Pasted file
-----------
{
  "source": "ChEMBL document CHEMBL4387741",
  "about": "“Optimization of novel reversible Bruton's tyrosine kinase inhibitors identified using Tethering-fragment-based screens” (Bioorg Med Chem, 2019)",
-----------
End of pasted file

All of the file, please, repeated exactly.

{
  "source": "ChEMBL document CHEMBL4387741",
  "about": "“Optimization of novel reversible Bruton's tyrosine kinase inhibitors identified using Tethering-fragment-based screens” (Bioorg Med Chem, 2019)",